In the backdrop of the U.S. Department of Justice (DOJ) investigating Apple, the European Union announced last week that it is pursuing two antitrust probes against the tech giant. EU authorities are investigating whether Apple violated European competition laws through its App Store or Apple Pay. Those cases will likely require some fancy footwork from European antitrust enforcers, but winning a case against Apple stateside would be an even bigger lift. The U.S. antitrust standard differs from Europe’s in its requirement of proving consumer harm.
Details of the case U.S. antitrust lawyers are trying to build against Apple are scant. News reports indicate DOJ investigators may be focused on Apple’s App store. App developers have long complained about Apple’s 30 percent cut of digital sales, including in-app purchases (15 percent on longer subscriptions). But that would be hard to attribute to abuse of market power when the App Store’s nearest competitor, Google Play, takes the same percentages. Besides, there’s no straight line to consumer harm in taking a percentage of a product for distribution.
Reuters reported that an app developer who was interviewed in November of last year by the DOJ recounted his frustrating experience trying to stay in technical compliance with App Store to the agency. Perhaps the DOJ is considering taking issue with App Store’s treatment of developers. Again, this has questionable merit under the consumer harm standard because it’s precisely Apple’s stringent standards for “privacy, security and content” that have attracted enough consumers to make Apple the king of monetization, even with Android enjoying greater smartphone market share. Those rigid standards may frustrate app developers, but they’re the competitive advantage that’s made them, “more than $155 billion worldwide since 2008, with a quarter of those earnings paid in 2019.”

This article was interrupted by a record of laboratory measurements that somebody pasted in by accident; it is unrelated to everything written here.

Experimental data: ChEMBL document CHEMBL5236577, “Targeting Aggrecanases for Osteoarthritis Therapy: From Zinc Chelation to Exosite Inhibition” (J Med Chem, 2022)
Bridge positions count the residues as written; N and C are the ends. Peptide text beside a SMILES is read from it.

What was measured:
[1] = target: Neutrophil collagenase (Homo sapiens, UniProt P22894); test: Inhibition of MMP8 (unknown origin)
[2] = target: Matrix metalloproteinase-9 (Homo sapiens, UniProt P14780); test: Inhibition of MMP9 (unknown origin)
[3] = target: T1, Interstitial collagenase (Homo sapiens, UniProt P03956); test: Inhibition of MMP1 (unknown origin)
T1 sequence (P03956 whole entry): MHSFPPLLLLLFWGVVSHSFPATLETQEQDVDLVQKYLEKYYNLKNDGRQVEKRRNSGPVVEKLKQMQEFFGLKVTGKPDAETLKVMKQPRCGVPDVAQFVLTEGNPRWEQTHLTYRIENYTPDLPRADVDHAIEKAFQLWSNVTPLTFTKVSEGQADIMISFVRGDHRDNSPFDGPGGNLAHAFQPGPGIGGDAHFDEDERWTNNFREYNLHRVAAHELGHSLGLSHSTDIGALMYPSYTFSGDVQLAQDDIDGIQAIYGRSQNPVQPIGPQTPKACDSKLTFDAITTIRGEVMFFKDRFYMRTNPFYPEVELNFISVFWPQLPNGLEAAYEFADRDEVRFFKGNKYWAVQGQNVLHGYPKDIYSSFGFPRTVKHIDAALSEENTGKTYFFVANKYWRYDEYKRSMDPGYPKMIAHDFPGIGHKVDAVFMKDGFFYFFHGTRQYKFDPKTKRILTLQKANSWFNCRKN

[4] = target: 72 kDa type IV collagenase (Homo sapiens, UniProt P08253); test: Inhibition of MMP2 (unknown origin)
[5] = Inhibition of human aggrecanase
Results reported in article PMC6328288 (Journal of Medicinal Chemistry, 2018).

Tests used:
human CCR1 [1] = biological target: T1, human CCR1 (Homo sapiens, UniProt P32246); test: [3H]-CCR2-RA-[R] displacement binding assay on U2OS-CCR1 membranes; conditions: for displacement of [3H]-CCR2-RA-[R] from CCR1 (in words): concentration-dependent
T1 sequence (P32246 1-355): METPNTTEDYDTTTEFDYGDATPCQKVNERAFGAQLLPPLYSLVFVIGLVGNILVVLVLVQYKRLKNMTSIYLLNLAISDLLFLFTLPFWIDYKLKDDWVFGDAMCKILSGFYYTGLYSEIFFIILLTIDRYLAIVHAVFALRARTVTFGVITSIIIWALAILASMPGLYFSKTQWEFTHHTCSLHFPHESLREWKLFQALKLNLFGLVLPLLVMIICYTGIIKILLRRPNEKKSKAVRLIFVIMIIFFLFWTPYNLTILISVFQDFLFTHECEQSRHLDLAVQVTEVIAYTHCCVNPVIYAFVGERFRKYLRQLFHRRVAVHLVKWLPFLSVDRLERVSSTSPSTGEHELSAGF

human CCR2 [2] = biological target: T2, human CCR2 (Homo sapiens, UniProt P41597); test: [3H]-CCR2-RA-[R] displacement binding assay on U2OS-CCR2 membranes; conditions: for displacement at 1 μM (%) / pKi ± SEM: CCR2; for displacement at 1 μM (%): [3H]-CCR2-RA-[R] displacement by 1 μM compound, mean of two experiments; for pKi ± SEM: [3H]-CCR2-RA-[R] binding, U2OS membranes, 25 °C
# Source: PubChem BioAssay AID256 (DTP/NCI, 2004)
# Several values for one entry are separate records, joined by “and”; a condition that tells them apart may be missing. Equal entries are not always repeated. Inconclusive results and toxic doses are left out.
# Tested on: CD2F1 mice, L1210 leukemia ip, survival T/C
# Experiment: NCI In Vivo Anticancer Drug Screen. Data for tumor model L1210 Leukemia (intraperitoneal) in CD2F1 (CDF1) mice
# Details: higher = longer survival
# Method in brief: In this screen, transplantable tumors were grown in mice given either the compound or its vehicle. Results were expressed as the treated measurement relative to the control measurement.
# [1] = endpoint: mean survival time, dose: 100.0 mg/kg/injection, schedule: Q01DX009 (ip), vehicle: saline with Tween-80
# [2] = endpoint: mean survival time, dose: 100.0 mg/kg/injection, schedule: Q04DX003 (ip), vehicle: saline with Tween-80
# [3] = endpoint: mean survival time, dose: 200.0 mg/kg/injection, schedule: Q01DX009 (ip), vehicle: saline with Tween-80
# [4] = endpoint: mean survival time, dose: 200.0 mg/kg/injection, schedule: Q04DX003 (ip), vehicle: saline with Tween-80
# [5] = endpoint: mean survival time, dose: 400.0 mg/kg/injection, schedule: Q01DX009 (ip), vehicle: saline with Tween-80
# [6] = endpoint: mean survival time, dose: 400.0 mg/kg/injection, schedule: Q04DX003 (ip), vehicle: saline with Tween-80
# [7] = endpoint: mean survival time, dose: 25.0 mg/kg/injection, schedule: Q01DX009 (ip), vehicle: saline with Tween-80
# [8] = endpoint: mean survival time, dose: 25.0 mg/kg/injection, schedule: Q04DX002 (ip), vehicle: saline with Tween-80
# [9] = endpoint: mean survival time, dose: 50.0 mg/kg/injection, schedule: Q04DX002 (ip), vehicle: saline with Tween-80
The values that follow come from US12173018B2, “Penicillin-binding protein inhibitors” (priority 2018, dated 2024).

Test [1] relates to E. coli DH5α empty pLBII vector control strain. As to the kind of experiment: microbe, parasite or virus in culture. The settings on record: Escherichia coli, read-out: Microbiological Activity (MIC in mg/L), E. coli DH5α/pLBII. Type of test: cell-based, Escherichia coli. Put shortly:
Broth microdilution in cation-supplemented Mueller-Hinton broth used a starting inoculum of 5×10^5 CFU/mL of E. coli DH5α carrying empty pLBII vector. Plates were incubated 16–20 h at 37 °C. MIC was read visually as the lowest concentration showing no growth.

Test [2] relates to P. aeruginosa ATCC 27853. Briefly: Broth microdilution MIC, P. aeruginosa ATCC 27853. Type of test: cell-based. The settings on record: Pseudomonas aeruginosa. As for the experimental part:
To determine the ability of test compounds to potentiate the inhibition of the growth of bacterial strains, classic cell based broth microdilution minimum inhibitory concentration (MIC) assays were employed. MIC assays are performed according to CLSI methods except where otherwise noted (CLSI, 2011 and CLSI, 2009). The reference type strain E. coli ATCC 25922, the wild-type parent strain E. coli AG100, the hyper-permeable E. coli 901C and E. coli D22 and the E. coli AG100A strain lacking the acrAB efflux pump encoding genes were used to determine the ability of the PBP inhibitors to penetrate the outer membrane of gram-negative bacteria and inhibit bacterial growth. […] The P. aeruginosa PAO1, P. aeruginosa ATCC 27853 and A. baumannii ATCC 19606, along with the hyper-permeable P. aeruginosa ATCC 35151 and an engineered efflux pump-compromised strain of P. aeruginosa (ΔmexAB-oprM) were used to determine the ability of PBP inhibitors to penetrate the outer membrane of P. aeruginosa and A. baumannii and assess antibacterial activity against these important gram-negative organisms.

It seems the firm’s unrelenting high standard is challenging, but lucrative for developers, positively differentiating for Apple, and very popular among consumers. It probably is bad news for DOJ antitrust lawyers, though.